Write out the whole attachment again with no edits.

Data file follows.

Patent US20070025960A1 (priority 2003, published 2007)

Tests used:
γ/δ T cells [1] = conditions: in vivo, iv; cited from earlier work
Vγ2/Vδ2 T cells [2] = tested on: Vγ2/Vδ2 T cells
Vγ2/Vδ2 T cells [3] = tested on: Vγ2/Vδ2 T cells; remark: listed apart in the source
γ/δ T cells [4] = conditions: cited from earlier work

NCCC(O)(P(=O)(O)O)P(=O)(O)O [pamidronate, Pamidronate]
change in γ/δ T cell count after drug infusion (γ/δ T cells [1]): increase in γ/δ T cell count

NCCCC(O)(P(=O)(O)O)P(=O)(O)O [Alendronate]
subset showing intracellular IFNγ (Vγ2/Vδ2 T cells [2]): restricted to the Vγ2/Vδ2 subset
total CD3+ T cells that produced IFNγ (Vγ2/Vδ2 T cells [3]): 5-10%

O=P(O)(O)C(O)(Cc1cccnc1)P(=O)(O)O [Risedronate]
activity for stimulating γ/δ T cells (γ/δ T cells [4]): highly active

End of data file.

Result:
Patent US20070025960A1 (priority 2003, published 2007)

Tests used:
γ/δ T cells [1] = conditions: in vivo, iv; cited from earlier work
Vγ2/Vδ2 T cells [2] = tested on: Vγ2/Vδ2 T cells
Vγ2/Vδ2 T cells [3] = tested on: Vγ2/Vδ2 T cells; remark: listed apart in the source
γ/δ T cells [4] = conditions: cited from earlier work

NCCC(O)(P(=O)(O)O)P(=O)(O)O [pamidronate, Pamidronate]
change in γ/δ T cell count after drug infusion (γ/δ T cells [1]): increase in γ/δ T cell count

NCCCC(O)(P(=O)(O)O)P(=O)(O)O [Alendronate]
subset showing intracellular IFNγ (Vγ2/Vδ2 T cells [2]): restricted to the Vγ2/Vδ2 subset
total CD3+ T cells that produced IFNγ (Vγ2/Vδ2 T cells [3]): 5-10%

O=P(O)(O)C(O)(Cc1cccnc1)P(=O)(O)O [Risedronate]
activity for stimulating γ/δ T cells (γ/δ T cells [4]): highly active